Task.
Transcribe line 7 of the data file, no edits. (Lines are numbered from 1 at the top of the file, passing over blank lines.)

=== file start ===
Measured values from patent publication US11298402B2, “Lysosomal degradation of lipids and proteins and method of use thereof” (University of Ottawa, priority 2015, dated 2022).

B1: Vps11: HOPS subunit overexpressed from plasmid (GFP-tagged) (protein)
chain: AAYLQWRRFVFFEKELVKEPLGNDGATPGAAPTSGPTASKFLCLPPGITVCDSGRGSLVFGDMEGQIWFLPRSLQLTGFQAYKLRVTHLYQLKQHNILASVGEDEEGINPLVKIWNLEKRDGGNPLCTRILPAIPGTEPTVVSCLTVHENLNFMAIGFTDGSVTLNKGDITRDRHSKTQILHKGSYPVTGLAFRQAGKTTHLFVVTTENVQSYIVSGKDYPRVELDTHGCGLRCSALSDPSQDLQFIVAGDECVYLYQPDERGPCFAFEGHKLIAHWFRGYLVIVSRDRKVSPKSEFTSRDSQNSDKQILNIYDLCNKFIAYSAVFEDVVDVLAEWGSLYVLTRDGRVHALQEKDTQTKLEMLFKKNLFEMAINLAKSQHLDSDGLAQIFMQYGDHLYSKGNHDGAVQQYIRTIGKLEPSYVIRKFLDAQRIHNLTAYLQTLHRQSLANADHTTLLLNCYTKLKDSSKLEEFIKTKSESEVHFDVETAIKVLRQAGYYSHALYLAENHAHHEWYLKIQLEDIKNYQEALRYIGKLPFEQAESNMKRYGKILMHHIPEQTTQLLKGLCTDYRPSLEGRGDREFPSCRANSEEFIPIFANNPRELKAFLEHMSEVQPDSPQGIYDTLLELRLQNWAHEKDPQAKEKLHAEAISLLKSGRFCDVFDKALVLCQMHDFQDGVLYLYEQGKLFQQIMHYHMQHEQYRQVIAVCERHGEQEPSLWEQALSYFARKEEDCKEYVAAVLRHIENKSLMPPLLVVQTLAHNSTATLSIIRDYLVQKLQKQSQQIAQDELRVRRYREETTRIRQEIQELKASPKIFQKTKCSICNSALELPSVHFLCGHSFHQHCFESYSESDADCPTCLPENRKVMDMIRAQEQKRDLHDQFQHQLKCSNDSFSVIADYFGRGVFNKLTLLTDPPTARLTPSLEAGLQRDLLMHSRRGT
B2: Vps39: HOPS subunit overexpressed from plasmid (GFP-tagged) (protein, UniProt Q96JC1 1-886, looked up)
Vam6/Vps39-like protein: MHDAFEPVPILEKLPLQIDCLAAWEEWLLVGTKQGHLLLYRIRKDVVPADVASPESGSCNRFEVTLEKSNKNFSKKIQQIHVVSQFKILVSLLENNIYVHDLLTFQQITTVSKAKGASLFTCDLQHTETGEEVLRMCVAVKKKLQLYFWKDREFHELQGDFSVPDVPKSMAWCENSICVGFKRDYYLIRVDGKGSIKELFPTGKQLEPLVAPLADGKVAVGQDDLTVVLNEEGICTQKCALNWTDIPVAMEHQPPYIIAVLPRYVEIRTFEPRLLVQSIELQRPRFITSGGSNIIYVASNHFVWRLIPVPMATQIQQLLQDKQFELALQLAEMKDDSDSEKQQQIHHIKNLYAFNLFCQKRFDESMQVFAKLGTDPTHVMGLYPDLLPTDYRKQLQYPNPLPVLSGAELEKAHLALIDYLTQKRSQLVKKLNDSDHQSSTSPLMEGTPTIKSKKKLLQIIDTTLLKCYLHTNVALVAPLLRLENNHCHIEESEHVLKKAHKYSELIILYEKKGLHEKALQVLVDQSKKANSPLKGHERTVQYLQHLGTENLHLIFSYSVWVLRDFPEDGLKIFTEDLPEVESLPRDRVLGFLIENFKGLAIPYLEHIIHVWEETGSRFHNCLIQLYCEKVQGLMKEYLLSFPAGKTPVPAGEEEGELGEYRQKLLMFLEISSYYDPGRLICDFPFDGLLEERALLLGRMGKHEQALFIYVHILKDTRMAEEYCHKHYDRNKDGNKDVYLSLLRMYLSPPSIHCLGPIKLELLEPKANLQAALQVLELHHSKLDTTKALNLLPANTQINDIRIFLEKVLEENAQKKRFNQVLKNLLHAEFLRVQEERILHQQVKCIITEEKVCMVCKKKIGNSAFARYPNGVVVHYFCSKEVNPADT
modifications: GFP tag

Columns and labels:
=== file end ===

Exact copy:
Columns and labels: